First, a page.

What’s the difference between the Internet and World Wide Web?

We usually assume that the internet and world wide web (commonly known as the web or WWW) are the same things.

But they aren’t, although, they’re required to exist together to get things done. Most of the time, we don’t give a second thought before using one word in place of the other.


So, what is the internet?

The Internet is the physical network of network of networks, and so on. The devices connected to your home router can be called as the part of local area network (LAN). Similarly, if a network expands across your city, it would be known as the Metropolitan Area Network (MAN). The Wide Area Network (WAN) can have its reach across the whole nation, or even overseas. (I will be writing a detailed article on LAN, MAN, and WAN in future)

In a nutshell, an uncountable number of small, medium, and large-sized networks contribute towards a massive network known as the Internet. It consists of various end-user devices, routers, switches, data servers, etc. Special underwater cables are laid across countries and continents to make the internet a global thing.


And, what is the World Wide Web?

Now, all the computers connected together as the internet aren’t going to transfer information on their own.

Let us take an example of a talking club. Consider the people sitting in the club as the devices connected to the internet. Now, they can communicate over many mediums. For instance, they can talk to each other or write their thoughts on a piece of paper and pass it on. You can relate the world wide web as one of the ways to exchange information on the internet. Usually, we define WWW as the information space where web pages (and other things) are identified using their URLs (Unique Resource Locators), interlinked using hypertext links and can be accessed over the internet.

You can relate the world wide web as one of the ways to exchange information on the internet. Usually, we define WWW as the information space where web pages (and other things) are identified using their URLs (Unique Resource Locator), interlinked using hypertext links, and can be accessed over the internet.

Assume you’re sitting in such a club (internet) with other people (devices connected to the internet). You can ask one of them about their thoughts (web pages) by speaking (the web). Their identification details (URL) can be their name or face, in case you’re new to the club. And the hypertext link is ‘you’ trying to make efforts to access more of his thoughts.

In reality, the hypertext links are the clickable links you find on websites. So, if a person tells something to you and you want to know more, then, you can ask related questions. You can find many links on this page also, click on them to know more.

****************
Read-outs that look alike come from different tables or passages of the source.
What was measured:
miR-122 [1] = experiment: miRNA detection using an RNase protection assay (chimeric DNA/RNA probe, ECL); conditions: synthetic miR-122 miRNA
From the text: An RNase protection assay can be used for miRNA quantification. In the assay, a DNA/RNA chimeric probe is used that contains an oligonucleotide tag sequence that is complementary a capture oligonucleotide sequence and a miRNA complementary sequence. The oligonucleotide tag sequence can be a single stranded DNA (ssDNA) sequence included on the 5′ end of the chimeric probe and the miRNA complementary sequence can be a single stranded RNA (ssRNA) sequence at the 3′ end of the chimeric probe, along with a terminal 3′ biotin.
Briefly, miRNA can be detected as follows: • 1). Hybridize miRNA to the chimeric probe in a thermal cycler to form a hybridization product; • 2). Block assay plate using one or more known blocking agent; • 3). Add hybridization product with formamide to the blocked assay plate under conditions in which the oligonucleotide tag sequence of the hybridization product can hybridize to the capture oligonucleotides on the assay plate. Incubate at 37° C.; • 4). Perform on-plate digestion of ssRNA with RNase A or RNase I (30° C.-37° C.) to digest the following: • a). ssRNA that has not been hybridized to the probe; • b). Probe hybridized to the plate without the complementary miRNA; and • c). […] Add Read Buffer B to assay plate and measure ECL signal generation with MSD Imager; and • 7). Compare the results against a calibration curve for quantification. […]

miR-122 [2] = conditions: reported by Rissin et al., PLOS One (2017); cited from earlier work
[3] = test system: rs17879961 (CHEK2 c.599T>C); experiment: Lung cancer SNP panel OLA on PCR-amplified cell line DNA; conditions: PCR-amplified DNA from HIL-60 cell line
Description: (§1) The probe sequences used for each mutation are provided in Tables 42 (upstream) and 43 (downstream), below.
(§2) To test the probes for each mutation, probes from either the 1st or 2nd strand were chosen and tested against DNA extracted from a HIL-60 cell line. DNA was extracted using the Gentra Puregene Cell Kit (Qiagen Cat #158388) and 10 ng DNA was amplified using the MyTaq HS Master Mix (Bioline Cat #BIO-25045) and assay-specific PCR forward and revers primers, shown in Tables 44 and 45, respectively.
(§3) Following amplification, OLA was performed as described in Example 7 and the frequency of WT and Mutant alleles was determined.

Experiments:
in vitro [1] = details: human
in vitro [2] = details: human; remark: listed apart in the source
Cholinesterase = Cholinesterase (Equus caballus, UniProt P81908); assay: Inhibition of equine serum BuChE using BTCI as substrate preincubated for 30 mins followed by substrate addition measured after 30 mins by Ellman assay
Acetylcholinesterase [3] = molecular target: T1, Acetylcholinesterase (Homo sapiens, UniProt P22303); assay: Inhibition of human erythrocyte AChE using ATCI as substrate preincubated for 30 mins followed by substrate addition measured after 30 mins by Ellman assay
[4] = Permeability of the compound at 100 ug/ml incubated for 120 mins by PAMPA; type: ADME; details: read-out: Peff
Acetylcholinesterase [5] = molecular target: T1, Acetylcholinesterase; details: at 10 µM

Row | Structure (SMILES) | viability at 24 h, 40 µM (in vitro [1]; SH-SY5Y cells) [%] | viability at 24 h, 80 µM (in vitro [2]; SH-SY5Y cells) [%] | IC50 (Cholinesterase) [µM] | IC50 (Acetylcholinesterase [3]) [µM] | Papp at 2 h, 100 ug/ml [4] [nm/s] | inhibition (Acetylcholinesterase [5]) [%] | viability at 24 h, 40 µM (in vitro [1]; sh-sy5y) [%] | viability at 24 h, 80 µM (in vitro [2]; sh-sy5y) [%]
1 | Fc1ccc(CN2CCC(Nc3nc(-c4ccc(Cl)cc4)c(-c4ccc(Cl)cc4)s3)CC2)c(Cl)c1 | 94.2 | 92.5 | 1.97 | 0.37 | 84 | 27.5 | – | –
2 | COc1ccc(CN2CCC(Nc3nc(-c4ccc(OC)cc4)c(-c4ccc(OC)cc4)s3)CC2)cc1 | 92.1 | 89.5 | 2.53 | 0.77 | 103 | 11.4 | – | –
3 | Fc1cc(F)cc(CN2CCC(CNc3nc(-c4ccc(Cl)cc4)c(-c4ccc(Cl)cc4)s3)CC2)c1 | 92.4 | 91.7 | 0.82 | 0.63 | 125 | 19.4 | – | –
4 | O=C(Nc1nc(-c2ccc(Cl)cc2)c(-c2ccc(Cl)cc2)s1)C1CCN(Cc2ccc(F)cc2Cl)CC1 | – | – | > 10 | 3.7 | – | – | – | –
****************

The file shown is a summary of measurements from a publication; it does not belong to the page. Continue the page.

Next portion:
Now, there might be rules in the club regarding how you should talk. For example, it might be compulsory to speak in a low voice, or you need to close your eyes while talking. We have the protocols to maintain a smooth flow of data from a web server to your web browser. And we call it the HTTP (Hypertext Transfer Protocol), or a newer one, HTTP/2.

HTTPS is a variant of HTTP that secures the connection by enabling encryption. However, HTTP is only one component that enables the communication. There are other helping hands like TCP/IP and UDP protocol. But that’s in a different depth of the story.

Normally, we don’t visit the websites directly. We take the help of search engines which crawl everywhere and index the sites. There is a part of the web beyond the reach of the search engines. It is called Deep Web.


Who owns the web?

No one owns the web. It was created by the computer scientist Tim-Berners Lee in 1989 while working at CERN. He also led the foundation of the World Wide Web Consortium (W3C) which looks after the development of the web. Lee is the current director of the consortium.

What about other mediums of conversation?

Talking is one way of exchanging information. But there are other means as well. For instance, you prefer to write the stuff on a piece of paper. You can assume this thing as the email. Yeah, email is a different thing than the WWW. And I hope you don’t try to mix the two things.

The use of email or electronic message is to exchange messages between two devices over the internet. Earlier, it was all text in the emails, but nowadays, the emails have started to include rich multimedia content. There are separate protocols to make sure the delivery of emails across devices remains uninterrupted. For instance, there might be a rule to put the piece of paper in a box next to the addressee.

Some of the popular email protocols are SMTP, POP3, IMAP, they have their own set of pros and cons. Similarly, there can be other modes of conversation. If you can also transfer files on the internet directly using the FTP (File Transfer Protocol).